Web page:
Everything is deep green paling out to grey and everything is dripping and the Bay is full of whitecaps. The winds are strong and gusty. It’s running in the teens in town and the upper 20’s by the water and we’ve gotten some gusts up into the 50’s. Between 2 and 3 inches of water has come down in the last couple of days, more or less depending on where you are so we’re under an Areal Flood Advisory, Areal Flood Watch, Not so much on the Alsea, although it’s definitely high and the Bay is brown, but on the Siletz.
I forgot to tell you about an interesting one that happened Tuesday night during the paper run. We were near the top of one of the hills above 101 and there was a large pale shape on the side of the road. It looked rather like one of the snowmen that children were leaving all over the place last month, but as we came farther around the curve it stretched out wings and took off! It was a large owl!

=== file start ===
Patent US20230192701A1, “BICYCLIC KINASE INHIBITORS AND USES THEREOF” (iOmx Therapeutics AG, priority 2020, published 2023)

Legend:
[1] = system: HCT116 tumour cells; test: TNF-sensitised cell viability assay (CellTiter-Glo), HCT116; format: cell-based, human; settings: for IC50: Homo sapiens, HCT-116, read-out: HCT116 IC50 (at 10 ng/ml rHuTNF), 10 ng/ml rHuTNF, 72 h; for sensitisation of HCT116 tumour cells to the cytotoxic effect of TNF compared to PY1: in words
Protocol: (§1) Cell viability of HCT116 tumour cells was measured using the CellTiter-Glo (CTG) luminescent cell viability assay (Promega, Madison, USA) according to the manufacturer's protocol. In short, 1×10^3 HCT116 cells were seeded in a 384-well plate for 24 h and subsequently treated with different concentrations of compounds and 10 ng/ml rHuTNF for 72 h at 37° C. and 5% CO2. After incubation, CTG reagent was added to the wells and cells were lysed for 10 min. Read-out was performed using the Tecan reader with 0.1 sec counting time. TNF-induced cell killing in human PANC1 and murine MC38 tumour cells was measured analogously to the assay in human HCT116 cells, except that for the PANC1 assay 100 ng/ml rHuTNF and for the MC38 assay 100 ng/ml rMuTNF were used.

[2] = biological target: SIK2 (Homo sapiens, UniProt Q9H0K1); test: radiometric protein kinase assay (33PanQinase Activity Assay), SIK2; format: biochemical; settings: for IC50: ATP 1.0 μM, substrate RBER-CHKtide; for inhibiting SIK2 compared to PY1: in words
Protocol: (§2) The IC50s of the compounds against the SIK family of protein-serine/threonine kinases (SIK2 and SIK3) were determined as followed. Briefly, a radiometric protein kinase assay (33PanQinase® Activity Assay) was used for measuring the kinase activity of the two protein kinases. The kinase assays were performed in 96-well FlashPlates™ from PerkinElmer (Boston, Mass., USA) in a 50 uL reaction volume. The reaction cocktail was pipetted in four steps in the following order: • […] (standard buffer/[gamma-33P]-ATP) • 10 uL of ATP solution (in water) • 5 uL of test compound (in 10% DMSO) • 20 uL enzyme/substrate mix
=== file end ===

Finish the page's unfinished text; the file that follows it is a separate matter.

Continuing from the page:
Today I’m trying to shift the last things from by the door towards the back and I’ve sorted a couple more boxes. I have more writing to do, too. Tempus is out running errands.
This is a wonderful rendition of an excerpt from one of my favorite pieces of music, Beethoven’s 9th Symphony, the 4th movement. It’s a universal shout of joy and acceptance, a “Yes!” that you can’t mistake, from a man who had lost his hearing when music was his whole life. I weep with joy, just listening to it. …and to turn it into a flashmob? 🙂 http://www.youtube.com/watch?v=kbJcQYVtZMo